Women are at the core of Jordan’s dairy processing sector, forming the majority of its workforce. Improving the productivity, hygiene and profitability of dairy production will give women an opportunity to generate income and improve their livelihoods. The course taught rural women how to maximize the benefits of dairy production, and utilize modern techniques that reduce their drudgery, as well as their water and energy consumption.
The International Center for Agricultural Research in the Dry Areas (ICARDA) in collaboration with Jordan’s National Center for Agriculture and Extension (NCARE), organized a three-day practical course on enhancing traditional dairy processing. The training, attended by 15 women and 3 men was conducted during May 21-23, 2017 at the Majediya charity association hall, in Al Majediya village some 30 kilometres south Amman. The training was led by Dr. Muhi El-Dine Hilali - a specialist in dairy production at ICARDA, and supported by other researchers including Dr. Masnat Al Hiary, and Engineers Tayseer Abu Al Amash, Omamah Al Hadidi, Lana Abu Nowar, Soha Salamah, and Malik Abu Roman from NCARE.
Training on dairy processing
The majority of the households in the village own less than 100 heads of sheep and goats, while a few own herds in excess of 500 heads. In the case of the trainees, most own less than 20 heads of sheep. However, all use manual milking as the only method to extract milk that is often directly sold to the Jabban (cheesemaker/trader). Some of the milk is also processed at home to make cheese and other by- products for home consumption.
The first day of the training was devoted to theoretical discussions on the advantages and disadvantages of using different milk processing techniques. The discussions were then followed by practical sessions where Dr Muhi demonstrated various techniques that communities could adopt to enhance the quality, and extend the shelf-life of dairy products such as ghee, white cheese, jameed, labneh, as well as skimmed cheese and labneh balls that can be conserved in olive oil for sustained periods under normal temperatures. The session also included training on:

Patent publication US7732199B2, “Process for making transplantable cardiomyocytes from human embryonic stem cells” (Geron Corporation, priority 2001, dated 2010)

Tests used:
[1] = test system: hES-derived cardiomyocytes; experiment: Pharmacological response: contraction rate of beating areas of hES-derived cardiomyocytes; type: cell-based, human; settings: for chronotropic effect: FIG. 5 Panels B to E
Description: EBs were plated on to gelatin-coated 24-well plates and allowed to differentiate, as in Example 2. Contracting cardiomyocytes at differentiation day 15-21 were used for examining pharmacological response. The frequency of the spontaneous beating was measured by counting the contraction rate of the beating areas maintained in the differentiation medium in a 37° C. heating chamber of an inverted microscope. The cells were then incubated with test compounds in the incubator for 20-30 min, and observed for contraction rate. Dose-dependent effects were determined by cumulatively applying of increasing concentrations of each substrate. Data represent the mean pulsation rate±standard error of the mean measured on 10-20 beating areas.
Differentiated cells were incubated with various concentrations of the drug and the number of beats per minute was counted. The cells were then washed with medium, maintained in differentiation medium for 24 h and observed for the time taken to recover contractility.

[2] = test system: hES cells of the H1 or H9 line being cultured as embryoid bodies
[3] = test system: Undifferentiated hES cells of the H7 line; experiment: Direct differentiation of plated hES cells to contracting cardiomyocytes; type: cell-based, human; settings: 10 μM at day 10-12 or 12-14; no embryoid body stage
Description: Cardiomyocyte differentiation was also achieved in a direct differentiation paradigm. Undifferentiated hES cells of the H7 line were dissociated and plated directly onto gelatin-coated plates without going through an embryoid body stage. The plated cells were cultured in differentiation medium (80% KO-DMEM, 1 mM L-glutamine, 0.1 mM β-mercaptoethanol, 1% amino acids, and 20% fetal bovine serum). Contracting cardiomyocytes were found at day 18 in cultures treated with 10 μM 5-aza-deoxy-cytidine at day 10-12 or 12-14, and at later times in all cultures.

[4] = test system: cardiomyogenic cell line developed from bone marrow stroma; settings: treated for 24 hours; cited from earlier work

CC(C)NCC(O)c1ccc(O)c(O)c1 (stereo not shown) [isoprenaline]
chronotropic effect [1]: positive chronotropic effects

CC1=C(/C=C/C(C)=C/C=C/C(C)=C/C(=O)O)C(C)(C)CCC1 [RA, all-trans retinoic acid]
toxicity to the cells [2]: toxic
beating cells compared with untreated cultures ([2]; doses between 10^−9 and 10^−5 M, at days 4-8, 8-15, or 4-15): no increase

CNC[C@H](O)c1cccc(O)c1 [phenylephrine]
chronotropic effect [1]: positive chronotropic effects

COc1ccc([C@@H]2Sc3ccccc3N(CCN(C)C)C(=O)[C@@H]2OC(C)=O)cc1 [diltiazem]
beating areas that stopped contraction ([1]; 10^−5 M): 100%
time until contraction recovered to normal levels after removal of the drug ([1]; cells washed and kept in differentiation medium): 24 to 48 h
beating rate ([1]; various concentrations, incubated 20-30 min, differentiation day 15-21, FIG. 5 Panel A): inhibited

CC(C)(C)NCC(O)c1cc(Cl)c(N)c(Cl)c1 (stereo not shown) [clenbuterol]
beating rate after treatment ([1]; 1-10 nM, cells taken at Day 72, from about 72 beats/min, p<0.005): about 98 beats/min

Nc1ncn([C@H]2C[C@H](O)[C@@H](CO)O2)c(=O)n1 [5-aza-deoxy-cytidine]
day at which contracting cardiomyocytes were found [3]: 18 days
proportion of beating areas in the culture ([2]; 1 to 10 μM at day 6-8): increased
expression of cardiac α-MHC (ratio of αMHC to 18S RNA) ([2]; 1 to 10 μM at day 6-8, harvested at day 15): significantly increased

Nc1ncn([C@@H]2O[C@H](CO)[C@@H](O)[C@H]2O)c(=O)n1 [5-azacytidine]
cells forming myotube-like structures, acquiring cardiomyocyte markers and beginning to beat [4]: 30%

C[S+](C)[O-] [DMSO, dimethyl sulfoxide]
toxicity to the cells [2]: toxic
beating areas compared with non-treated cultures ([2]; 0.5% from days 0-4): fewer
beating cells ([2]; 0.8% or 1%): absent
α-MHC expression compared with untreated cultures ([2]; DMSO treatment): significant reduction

- proper use of thermometers in controlling milk temperature for proper inoculation and incubation for yoghurt processing,
- how to install and use the fat separation machine. The fat separator capacity is 500 kg per day instead of 50 kg. The machine contains 22 dishes and key. When the milk temperature become (45° -59°), it is placed on the fat separation machine, the milk goes down and fat rises up.
The second day focused on providing practical training on the production of jameed – a hard dry cheese made from ewe or goat's milk, that is an essential ingredient to prepare mansaf – a traditional Jordanian food. Jameed production includes pasteurization to raise the temperature to (63 or 65) ° C for half an hour (slow way) or lift it to the (75) ° C for 15 seconds (faster way), milk (skimmed cream), heat the sorting milk to (85 ° C), cooling milk to (42-45 ° C), addition of prefix (Roubah), incubation (42-45 ° C), add salt, heating (55-60 ° C), packing, pressure, adding salt, kneading, formation, and drying after the milk is converted to yoghurt (it is recommended to boil the milk well until it gives good hard yoghurt. Dr. Muhi also trained the participants on how to make yogurt and butter through an interaction session which allowed involvement of the trainees in the production process.
On the second day of the training, the trainees completed making the yogurt and learned how to process it into labneh and jameed by placing it in kharetah (a big piece of cloth).
- The yogurt was prepared and put it in a big piece of cloth (Kharetah) to leave it for one day to continue making labneh and Jameed.
- The prefix (Roubah) is added to the fat, and worm it for one night, and the next day they add cold water by a third of the quantity and then put in the biting for 20 minutes, and then produced Ghee.
The practical training was continued into the third day, where the trainees were given the opportunity to process and produce different types of cheese under the close supervision of Dr Muhi.
Trainees assessment of the training provided
The women agreed that the modern milk processing methods are much easier and save time. However, some were not convinced that it resulted in cheese that tastes as good as the traditionally processed ones. They were especially appreciative of the fat separating machine which substantially reduces the amount of time it takes them if they had to use the traditional ways of boiling and mixing the milk.
The women were also motivated, as a result of the training, to organize themselves as a business unit to process and market various milk products. The second phase of this project will focus on finding funding sources to support the women to purchase the necessary equipment as well as the additional milk they will need to start a profitable business.